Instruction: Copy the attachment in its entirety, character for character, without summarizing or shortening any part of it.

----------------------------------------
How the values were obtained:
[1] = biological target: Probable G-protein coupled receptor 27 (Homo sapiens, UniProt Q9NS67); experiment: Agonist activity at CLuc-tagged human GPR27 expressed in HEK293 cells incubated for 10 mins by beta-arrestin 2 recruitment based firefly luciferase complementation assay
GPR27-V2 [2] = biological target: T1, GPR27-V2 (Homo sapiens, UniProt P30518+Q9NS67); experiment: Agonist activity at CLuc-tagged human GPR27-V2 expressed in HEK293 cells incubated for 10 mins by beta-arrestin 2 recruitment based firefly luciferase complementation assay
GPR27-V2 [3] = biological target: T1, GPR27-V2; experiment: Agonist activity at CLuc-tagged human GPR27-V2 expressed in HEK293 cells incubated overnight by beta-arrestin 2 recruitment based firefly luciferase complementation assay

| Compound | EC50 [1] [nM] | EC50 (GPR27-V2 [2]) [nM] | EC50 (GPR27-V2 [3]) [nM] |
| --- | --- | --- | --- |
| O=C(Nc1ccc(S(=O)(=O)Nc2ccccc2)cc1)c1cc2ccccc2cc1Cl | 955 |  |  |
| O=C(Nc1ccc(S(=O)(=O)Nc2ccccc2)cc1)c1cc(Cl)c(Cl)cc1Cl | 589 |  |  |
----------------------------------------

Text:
How the values were obtained:
[1] = biological target: Probable G-protein coupled receptor 27 (Homo sapiens, UniProt Q9NS67); experiment: Agonist activity at CLuc-tagged human GPR27 expressed in HEK293 cells incubated for 10 mins by beta-arrestin 2 recruitment based firefly luciferase complementation assay
GPR27-V2 [2] = biological target: T1, GPR27-V2 (Homo sapiens, UniProt P30518+Q9NS67); experiment: Agonist activity at CLuc-tagged human GPR27-V2 expressed in HEK293 cells incubated for 10 mins by beta-arrestin 2 recruitment based firefly luciferase complementation assay
GPR27-V2 [3] = biological target: T1, GPR27-V2; experiment: Agonist activity at CLuc-tagged human GPR27-V2 expressed in HEK293 cells incubated overnight by beta-arrestin 2 recruitment based firefly luciferase complementation assay

| Compound | EC50 [1] [nM] | EC50 (GPR27-V2 [2]) [nM] | EC50 (GPR27-V2 [3]) [nM] |
| --- | --- | --- | --- |
| O=C(Nc1ccc(S(=O)(=O)Nc2ccccc2)cc1)c1cc2ccccc2cc1Cl | 955 |  |  |
| O=C(Nc1ccc(S(=O)(=O)Nc2ccccc2)cc1)c1cc(Cl)c(Cl)cc1Cl | 589 |  |  |